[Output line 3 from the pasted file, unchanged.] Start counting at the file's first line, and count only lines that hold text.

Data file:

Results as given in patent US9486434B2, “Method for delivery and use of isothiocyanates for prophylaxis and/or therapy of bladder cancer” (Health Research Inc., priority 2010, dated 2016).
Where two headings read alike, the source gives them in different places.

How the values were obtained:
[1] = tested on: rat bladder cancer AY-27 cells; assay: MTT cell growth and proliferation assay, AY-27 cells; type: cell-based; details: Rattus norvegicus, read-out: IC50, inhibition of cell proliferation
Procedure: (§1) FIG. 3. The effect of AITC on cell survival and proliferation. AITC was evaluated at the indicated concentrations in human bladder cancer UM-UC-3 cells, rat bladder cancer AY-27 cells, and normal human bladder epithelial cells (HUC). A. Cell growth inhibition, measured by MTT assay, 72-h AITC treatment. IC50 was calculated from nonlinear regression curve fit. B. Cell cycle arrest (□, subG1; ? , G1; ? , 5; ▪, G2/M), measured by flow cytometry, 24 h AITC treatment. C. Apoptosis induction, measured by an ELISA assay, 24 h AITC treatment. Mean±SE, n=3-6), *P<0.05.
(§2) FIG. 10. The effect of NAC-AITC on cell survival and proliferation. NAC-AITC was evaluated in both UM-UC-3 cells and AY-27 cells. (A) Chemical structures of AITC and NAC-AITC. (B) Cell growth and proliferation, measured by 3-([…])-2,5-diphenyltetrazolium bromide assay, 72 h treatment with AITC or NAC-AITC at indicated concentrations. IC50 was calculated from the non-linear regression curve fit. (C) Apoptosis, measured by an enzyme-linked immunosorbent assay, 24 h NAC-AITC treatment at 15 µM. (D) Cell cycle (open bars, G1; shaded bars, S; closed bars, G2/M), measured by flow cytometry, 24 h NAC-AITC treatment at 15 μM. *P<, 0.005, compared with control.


How the values were obtained: